Pulmonology Remote Patient Monitoring
There are three examples of remote patient monitoring frequently offered by pulmonologists and a third example encompassing multiple conditions.
- COPD management — Chronic obstructive pulmonary disease (COPD) may be incurable, but it is manageable and treatable. To do so, pulmonologists work with patients to develop a plan that combines medications, oxygen therapy, rehabilitation, and support. With remote patient monitoring, pulmonologists gain the ability to perform effectively and timely oversight of COPD. This leads to improvements in decision support and patient adherence to guidance and recommendations. A remote electronic respiratory monitor also allows pulmonologists to virtually support patients while avoiding potential exposure for anyone in their organization to COVID-19, particularly when patients undergo testing and measuring of their lung function.
- Asthma management — For asthma patients, pulmonologists can develop an effective management plan that combines exercise, ways to avoid triggers, medications, and other strategies, including remote patient monitoring. The usage of an electronic respiratory monitor is increasingly serving to support asthma patients and help optimize asthma management. And with good reason: Studies indicate that ongoing monitoring of interventions have been directly linked to better asthma control, more symptom-free days, and decreased need for rescue medication.
- Other respiratory disease management — While pulmonologists are largely leveraging remote patient monitoring to support COPD and asthma patients, they are also beginning to see an uptick in remote support for patients with cystic fibrosis (CF), bronchiectasis, and other respiratory diseases. It is apparent that as pulmonologists and their patients further embrace RPM, the number of patients with varying diseases who benefit from these virtual services will steadily increase.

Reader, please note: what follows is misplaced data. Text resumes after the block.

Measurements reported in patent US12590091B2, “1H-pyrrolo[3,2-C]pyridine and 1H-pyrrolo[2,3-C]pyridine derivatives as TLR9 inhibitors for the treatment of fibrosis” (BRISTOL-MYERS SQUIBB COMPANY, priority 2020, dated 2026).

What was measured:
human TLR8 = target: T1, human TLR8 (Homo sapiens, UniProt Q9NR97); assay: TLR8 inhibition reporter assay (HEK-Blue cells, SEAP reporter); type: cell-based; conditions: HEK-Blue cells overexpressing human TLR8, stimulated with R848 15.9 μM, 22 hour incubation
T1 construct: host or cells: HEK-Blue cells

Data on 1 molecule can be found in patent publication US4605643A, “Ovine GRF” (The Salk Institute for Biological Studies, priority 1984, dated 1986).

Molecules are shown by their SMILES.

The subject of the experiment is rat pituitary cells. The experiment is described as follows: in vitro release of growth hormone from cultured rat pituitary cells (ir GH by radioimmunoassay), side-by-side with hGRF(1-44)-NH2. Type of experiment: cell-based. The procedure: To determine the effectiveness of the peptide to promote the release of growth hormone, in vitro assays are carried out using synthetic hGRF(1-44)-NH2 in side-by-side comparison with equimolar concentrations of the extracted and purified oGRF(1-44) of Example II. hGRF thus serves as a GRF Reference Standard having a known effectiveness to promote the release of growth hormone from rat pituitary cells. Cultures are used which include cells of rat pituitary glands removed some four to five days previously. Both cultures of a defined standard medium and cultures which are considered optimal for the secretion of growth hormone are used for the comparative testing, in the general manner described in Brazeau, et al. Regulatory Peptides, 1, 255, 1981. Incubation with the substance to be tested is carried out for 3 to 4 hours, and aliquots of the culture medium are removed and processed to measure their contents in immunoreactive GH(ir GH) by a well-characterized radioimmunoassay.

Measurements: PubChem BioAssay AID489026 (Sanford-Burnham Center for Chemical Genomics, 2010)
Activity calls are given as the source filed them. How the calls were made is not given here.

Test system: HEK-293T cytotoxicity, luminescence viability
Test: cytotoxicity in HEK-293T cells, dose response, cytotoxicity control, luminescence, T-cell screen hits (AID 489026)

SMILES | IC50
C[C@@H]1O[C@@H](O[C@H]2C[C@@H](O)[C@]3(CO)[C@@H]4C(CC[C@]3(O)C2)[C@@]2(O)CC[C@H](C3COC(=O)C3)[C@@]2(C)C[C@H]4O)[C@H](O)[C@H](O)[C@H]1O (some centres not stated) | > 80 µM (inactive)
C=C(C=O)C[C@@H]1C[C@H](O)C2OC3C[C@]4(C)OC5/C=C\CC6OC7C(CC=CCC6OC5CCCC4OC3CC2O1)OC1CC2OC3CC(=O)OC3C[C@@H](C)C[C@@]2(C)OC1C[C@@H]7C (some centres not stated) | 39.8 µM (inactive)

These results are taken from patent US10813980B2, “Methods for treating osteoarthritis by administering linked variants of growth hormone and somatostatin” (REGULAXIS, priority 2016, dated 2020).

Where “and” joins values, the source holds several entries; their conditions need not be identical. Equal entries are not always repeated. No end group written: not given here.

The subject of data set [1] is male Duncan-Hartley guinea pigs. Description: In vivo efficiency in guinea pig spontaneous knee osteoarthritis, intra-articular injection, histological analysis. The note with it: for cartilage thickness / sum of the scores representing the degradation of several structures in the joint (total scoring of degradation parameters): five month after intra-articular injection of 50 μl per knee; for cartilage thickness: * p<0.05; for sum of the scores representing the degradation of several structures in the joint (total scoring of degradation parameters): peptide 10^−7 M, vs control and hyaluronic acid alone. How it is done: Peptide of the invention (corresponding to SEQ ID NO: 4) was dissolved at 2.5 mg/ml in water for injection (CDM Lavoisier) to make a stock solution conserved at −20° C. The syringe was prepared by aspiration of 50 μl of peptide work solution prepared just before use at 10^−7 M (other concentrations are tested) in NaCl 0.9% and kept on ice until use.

Endocrinology Remote Patient Monitoring
Within endocrinology, let's examine two common examples of remote patient monitoring.
- Glucose monitoring — Like other diseases that can be aided through remote physiologic monitoring, diabetes is chronic and incurable, but there are several ways to reduce the impact of diabetes on a patient's life, including weight loss, diet changes, and engaging in an active lifestyle. Pivotal to managing diabetes and preventing complications is blood sugar testing. Such testing serves to identify when blood sugar levels are high or low and helps with diabetes medication management, evaluation of the effects from changes to diet and exercise, and tracking progress toward treatment goals.
For some diabetes patients, blood sugar testing is recommended periodically up to a few times a day. Such patients are increasingly receiving remote support for their diabetes management via the usage of a blood glucose meter. When patients test their blood sugar using this glucose monitoring device, endocrinologists receive the data captured and can make changes to a medication regimen and provide recommendations to improve management, if the information warrants it. Evidence shows that RPM is effective in controlling HbA1c levels in people with type 2 diabetes.